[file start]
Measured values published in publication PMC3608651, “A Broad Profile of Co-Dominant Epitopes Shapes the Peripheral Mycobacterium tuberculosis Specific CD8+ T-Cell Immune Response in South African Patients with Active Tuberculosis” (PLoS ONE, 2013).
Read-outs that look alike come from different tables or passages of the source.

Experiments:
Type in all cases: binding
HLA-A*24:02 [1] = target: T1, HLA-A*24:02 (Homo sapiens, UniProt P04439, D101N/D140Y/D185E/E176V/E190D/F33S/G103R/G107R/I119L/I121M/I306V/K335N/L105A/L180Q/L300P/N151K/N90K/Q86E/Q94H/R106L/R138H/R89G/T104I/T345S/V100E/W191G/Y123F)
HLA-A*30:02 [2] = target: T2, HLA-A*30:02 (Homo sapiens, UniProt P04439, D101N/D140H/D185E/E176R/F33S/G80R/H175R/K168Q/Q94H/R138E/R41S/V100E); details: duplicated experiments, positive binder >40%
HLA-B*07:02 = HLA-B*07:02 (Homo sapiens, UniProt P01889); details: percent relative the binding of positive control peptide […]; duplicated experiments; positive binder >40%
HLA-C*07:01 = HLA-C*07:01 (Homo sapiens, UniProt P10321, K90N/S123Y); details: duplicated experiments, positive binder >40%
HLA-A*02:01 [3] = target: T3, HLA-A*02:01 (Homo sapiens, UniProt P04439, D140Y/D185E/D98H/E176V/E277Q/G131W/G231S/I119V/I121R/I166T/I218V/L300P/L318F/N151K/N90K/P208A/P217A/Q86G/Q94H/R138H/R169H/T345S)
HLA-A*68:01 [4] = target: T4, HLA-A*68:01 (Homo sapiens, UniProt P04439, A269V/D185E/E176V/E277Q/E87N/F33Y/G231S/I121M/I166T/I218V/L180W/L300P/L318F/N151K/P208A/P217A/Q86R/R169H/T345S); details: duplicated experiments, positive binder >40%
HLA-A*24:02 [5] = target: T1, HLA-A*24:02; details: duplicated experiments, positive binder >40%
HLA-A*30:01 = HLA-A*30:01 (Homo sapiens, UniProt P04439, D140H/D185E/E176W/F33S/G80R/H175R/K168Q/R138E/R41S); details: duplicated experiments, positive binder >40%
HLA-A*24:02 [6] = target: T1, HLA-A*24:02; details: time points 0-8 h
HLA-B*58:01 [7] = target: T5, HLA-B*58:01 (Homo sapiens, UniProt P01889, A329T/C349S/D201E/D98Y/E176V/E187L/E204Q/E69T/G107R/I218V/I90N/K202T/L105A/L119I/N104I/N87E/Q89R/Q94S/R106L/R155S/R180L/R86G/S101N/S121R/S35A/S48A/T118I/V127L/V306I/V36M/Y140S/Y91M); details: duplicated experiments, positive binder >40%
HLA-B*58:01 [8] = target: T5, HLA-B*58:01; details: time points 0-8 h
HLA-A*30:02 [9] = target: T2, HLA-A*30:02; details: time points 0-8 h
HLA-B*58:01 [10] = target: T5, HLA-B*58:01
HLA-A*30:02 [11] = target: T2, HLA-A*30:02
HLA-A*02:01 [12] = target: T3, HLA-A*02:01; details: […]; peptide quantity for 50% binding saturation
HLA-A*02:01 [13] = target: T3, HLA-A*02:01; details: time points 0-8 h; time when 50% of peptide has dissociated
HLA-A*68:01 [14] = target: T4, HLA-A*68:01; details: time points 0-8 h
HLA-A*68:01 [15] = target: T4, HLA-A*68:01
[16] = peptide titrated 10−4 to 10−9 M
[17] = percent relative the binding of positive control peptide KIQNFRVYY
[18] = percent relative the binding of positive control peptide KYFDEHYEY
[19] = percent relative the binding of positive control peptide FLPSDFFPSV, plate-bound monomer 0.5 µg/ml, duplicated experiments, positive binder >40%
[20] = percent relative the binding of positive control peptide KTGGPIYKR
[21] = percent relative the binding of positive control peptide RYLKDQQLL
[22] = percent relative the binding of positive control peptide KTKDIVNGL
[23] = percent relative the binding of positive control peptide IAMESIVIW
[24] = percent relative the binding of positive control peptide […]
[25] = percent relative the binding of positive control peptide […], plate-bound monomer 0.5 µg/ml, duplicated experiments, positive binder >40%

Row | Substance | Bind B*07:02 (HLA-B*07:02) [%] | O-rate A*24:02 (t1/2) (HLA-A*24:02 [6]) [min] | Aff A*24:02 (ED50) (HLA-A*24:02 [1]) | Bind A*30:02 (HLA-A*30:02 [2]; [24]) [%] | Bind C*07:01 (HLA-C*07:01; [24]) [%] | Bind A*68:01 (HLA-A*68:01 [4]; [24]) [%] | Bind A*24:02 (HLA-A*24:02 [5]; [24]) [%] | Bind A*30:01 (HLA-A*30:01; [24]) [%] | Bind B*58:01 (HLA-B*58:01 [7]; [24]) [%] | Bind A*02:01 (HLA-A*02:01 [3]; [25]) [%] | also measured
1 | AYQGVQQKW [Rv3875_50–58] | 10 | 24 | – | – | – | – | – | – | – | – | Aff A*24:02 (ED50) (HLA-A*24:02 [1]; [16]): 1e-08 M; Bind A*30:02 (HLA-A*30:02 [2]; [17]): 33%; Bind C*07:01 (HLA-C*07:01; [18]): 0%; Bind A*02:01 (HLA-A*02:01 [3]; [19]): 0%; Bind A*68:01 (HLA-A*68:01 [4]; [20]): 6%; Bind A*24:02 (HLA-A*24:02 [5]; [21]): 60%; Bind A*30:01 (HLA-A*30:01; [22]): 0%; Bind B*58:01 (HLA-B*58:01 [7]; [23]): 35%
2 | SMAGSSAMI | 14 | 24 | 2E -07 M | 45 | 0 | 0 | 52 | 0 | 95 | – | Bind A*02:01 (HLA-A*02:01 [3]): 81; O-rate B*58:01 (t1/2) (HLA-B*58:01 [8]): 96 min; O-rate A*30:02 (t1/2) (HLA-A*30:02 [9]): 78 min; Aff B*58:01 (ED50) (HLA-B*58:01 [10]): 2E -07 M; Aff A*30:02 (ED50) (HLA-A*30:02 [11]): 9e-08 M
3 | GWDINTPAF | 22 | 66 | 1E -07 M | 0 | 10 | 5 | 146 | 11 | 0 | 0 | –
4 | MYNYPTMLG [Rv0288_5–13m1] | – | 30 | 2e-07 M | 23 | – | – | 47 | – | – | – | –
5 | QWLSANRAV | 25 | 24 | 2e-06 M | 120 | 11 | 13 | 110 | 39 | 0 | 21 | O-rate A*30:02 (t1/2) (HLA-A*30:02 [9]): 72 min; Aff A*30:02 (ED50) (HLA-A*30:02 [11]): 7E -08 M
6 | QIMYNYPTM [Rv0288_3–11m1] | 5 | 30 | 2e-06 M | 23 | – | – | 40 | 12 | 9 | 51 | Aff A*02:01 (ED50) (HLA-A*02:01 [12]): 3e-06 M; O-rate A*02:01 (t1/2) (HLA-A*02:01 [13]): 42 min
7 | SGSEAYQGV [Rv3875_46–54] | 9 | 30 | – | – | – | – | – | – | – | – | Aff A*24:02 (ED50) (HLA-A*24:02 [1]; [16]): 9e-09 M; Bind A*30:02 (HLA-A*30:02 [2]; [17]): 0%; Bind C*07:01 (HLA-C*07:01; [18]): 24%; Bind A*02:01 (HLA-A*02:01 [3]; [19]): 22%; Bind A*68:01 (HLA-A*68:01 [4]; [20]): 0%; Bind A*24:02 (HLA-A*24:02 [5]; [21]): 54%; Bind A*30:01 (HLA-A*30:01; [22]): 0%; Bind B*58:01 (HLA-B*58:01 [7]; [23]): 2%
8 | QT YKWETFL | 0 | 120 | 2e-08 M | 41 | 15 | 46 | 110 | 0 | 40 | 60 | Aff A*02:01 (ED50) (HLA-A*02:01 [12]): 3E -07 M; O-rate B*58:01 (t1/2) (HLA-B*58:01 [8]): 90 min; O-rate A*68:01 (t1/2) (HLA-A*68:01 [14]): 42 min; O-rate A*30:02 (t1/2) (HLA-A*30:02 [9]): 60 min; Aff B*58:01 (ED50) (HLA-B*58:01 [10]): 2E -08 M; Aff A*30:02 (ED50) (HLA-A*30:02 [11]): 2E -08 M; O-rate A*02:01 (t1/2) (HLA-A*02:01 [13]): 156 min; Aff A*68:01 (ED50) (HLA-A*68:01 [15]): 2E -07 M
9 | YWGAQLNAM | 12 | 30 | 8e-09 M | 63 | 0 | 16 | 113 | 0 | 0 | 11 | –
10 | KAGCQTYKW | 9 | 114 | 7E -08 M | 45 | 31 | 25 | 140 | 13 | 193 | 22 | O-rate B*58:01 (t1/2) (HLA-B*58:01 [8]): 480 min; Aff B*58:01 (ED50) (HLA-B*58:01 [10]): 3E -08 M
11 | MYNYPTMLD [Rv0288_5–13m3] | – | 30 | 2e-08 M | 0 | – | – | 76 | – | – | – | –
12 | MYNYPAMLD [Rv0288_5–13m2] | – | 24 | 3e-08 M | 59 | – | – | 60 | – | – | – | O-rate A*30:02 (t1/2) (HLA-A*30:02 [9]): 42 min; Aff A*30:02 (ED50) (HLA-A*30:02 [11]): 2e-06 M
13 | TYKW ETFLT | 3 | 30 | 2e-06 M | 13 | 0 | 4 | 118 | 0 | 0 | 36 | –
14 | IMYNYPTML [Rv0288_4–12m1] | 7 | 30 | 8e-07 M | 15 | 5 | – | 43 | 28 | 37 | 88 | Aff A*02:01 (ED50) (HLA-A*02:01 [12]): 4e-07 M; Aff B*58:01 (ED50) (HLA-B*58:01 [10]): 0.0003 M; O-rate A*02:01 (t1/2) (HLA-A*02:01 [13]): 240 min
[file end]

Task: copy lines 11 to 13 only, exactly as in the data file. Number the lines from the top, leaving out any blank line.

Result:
HLA-A*24:02 [5] = target: T1, HLA-A*24:02; details: duplicated experiments, positive binder >40%
HLA-A*30:01 = HLA-A*30:01 (Homo sapiens, UniProt P04439, D140H/D185E/E176W/F33S/G80R/H175R/K168Q/R138E/R41S); details: duplicated experiments, positive binder >40%
HLA-A*24:02 [6] = target: T1, HLA-A*24:02; details: time points 0-8 h